Since the ouster of Morsi much of Egypt has been in a state of fluctuation. In the realm of oil and gas, the past summer has witnessed a few signs of concern. In July a consortium of Indian companies declined to sign a production sharing agreement for previously awarded concession blocks.
Shortly after, gas major BG publicly expressed concern over the loss of future profits as the government is diverting more gas than was agreed to, in order to meet the growing demands of the domestic market. However, Essam Taha, an attorney specializing in oil and gas contract at Zaki Hashem and Partners explained that the government’s actions are permitted under the contract and “such procedures shall not have any negative impact on the future investment in Egypt’s petroleum sector, as these procedures are applied in most of the countries applying a production-sharing model.” Beyond the issues of delayed payments and production sharing, IOC’s are now facing increasing security challenges impacting vital oil and gas transportation routes. Egypt Oil & Gas spoke to regional security analysts on the threat that insurgents pose to the country’s oil and gas sector.
Approximately 1.4 million barrels of petroleum products and 800,000 barrels of crude products transit through the Suez Canal each day. Thus, the canal is of strategic importance not only to Egypt but also to the global oil and gas market. Threats to the canal are nothing new, however, recent attacks on vessels passing through the canal certainly increase concerns.
On August 31st, the Cosco Asia cargo vessel was attacked while passing through the Suez Canal. Following the attack, the military arrested three people for allegedly firing automatic weapons at the vessel. However, in a contradicting statement, Mohab Memish, head of the Canal Authority reported RPGs were used in the attack. Similar uncertainty surrounds the identity of the perpetrators as one military source reported, “the operation was a random operation that is not backed by an organization.i” This information was contradicted a few days later when al Furqan Brigade released a video showing two men firing RPGs at a cargo vessel that appears to have the Cosco label on the side of the ship.
Additionally, al Furqan Brigade issued a statement claiming responsibility for the attack. In the statement the group condemned the ouster of Morsi, as well as the Muslim Brotherhood for participating in elections. It went on to promote the “ammunition box and not the ballot box.” According to the statement the group targeted the Suez Canal as it “has become a safe passageway for the crusader aircraft carriers to strike the Muslims.”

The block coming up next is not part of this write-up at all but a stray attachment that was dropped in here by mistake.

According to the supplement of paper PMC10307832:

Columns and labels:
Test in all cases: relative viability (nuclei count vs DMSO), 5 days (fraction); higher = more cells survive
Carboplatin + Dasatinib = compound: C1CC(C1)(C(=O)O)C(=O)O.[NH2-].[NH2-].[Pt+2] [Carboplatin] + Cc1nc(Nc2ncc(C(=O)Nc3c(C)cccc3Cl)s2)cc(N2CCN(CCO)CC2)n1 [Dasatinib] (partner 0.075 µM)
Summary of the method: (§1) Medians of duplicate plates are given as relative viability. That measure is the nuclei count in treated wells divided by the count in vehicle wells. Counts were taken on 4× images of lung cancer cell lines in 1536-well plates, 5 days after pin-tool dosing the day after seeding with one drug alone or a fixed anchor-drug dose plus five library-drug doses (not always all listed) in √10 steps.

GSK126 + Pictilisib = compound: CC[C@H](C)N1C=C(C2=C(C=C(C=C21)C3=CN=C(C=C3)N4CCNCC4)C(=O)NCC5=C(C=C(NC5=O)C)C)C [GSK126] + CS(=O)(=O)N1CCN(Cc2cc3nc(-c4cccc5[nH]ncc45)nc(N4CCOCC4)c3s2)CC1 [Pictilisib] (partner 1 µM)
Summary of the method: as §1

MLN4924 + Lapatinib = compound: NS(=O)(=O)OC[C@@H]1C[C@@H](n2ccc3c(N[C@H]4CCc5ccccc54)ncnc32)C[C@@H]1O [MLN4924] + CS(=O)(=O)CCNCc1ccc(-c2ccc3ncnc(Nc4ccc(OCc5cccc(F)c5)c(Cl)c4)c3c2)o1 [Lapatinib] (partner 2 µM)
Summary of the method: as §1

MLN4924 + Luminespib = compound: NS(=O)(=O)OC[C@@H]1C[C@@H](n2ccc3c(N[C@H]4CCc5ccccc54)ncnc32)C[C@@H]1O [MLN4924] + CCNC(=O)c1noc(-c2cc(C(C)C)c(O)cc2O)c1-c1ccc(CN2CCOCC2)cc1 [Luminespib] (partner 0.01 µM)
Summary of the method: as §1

While little is known about al Furqan, the group also claimed that they carried out a similar attack on the Suez Canal in late July. At the time of the alleged July attack local residents reported explosions, however, after investigating the reports the military said that there had been no explosions in the areaii. Similar to their most recent attack, the group posted a video of the alleged assault, which remains unverified. In regards to the most recent video, Gerry Northwood, COO of the maritime security company GoAGT explained, “It is clear that the video is designed to be a propaganda statement of intent and capability to conduct attacks.”
According to Northwood, attacks targeting vessels in the canal are likely to persist, “as this will be a way of getting at the Egyptian government’s financial base, while at the same time making a point to the international community.” Northwood explained the vulnerability of the Suez Canal, “Attacks against vessels at sea are technically difficult to execute successfully. For this reason, attacks in the choke points or the approaches to harbors and terminals are most likely.” However, Northwood pointed out, “we should not underestimate how difficult this kind of action would be for a terrorist group to achieve, and the determination of the Egyptian government to keep canal open.”
Northwood cautioned, “An ongoing campaign of attacks against ships transiting the canal is more likely and may put some owners off using the canal. However, alternative routes are expensive and time consuming. Most will probably continue to use the canal, hardening their vessels as necessary.” Some shipping companies are already considering precautionary security measures, informed Hany Maamoon, a specialist in Egyptian maritime law at Eldib Pandi. Other analysts have pointed out that the expansion of the Panama Canal may provide a new alternative route for US shippers heading to Asian markets in the future.iii However, the expansion is not set to be complete until mid-2015 so that option remains off the table for now.
While the Cosco attack did not affect shipping traffic through the canal, the long-term impact of such attacks on vessels remains unsettling. As Maamoon, explained, if “the navigation in the Suez Canal is significantly interrupted, this will have a big influence on the Egyptian economy…given that the Suez Canal is presently one of the main sources of foreign currency.” The government is aware of the vital need for security of the canal and has increased efforts to protect the passageway. Operations are “being jointly carried out by the Egyptian Navy, the Air Force, as well as the Infantry Forces” in addition to areal surveillance by helicopters, informed Maamoon.